iPSCs have the potential to treat a wide range of intractable diseases. In recent years, human embryonic stem cells (hESCs) have gained popularity as a potentially ideal cell candidate for regenerative medicine. hESCs are derived from the inner cell mass of the blastocyte and can be kept in an undifferentiated, self-renewing state indefinitely. In contrast to adult somafic cells, hESCs have the advantage of being pluripotent, which endows them with the ability to differentiate into virtually every cell type in the human body. However, the clinical use of human embryos is controversial in the US, and the problem of tissue rejection following transplantation in patients remains difficult. One way to circumvent these issues is to generate autologous iPSCs. Successful reprogramming of adult fibroblast cells into iPSCs based on defined factors was reported independently in 2008 by Shinya Yamanaka at Kyoto University, Japan {Oct4, Sox2, Klf4, c-Myc) and James Thomson at the University of Wisconsin (Ocf4, Sox2, Nanog, Lin28) (2). The main advantage of iPSCs is that they eliminate the need for human embryos or oocytes to generate patient-specific stem, cells and therefore can potentially bypass the ethical and political debates that have traditionally limited support for this field. A second important advantage is that the use of IPSCs obviates the need for immunosuppressive therapy because the cells are patient-specific. With the rapid progress in the iPSC field, patient-specific and disease-specific iPSCs from individuals with a variety of genetic diseases, such as Duchenne (DMD) and Becker muscular dystrophy (BMD), Parkinson's disease (PD), amyotrophic lateral sclerosis (ALS), and Huntington disease (HD) have been generated(3,4). Furthermore, different derivatives and cell types have also been generated from IPSCs such as cardiomyocytes and motor neurons (4,5), making iPSCs an attractive candidate for regenerative medicine.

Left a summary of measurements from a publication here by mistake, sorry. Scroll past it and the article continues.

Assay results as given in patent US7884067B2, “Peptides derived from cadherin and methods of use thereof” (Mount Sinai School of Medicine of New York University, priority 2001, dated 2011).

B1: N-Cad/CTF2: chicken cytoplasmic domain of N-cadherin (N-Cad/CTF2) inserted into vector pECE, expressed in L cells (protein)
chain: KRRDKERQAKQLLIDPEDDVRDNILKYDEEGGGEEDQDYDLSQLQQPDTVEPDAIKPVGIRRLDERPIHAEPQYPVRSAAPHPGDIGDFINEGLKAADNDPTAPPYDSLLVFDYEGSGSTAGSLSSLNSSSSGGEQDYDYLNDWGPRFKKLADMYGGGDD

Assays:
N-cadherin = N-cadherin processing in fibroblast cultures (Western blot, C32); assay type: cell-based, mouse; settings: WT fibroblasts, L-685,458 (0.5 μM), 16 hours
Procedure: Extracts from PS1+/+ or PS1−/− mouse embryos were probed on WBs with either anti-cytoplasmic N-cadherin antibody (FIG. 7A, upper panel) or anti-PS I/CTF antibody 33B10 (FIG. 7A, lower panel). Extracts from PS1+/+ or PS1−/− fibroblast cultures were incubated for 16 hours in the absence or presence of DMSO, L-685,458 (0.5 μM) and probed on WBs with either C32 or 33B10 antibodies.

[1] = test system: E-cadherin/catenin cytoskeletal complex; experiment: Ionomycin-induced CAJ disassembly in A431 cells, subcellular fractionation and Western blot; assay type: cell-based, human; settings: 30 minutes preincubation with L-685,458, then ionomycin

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Kim, Kun-Yong; Tanaka, Yoshiaki; Su, Juan et al. (2018) Uhrf1 regulates active transcriptional marks at bivalent domains in pluripotent stem cells through Setd1a. Nat Commun 9:2583
Patterson, Benjamin; Tanaka, Yoshiaki; Park, In-Hyun (2017) New Advances in Human X chromosome status from a Developmental and Stem Cell Biology. Tissue Eng Regen Med 14:643-652
Zhu, Wanjun; Zhang, Xiao-Yan; Marjani, Sadie L et al. (2017) Next-generation molecular diagnosis: single-cell sequencing from bench to bedside. Cell Mol Life Sci 74:869-880
Zhao, Ming-Tao; Shao, Ning-Yi; Hu, Shijun et al. (2017) Cell Type-Specific Chromatin Signatures Underline Regulatory DNA Elements in Human Induced Pluripotent Stem Cells and Somatic Cells. Circ Res 121:1237-1250
Zhao, Ming-Tao; Chen, Haodong; Liu, Qing et al. (2017) Molecular and functional resemblance of differentiated cells derived from isogenic human iPSCs and SCNT-derived ESCs. Proc Natl Acad Sci U S A 114:E11111-E11120
Xiang, Yangfei; Tanaka, Yoshiaki; Patterson, Benjamin et al. (2017) Fusion of Regionally Specified hPSC-Derived Organoids Models Human Brain Development and Interneuron Migration. Cell Stem Cell 21:383-398.e7
Churko, Jared M; Lee, Jaecheol; Ameen, Mohamed et al. (2017) Transcriptomic and epigenomic differences in human induced pluripotent stem cells generated from six reprogramming methods. Nat Biomed Eng 1:826-837
Kodo, Kazuki; Ong, Sang-Ging; Jahanbani, Fereshteh et al. (2016) iPSC-derived cardiomyocytes reveal abnormal TGF-? signalling in left ventricular non-compaction cardiomyopathy. Nat Cell Biol 18:1031-42
Burridge, Paul W; Diecke, Sebastian; Matsa, Elena et al. (2016) Modeling Cardiovascular Diseases with Patient-Specific Human Pluripotent Stem Cell-Derived Cardiomyocytes. Methods Mol Biol 1353:119-30
Liu, Renjing; Kim, Kun-Yong; Jung, Yong-Wook et al. (2016) Dnmt1 regulates the myogenic lineage specification of muscle stem cells. Sci Rep 6:35355

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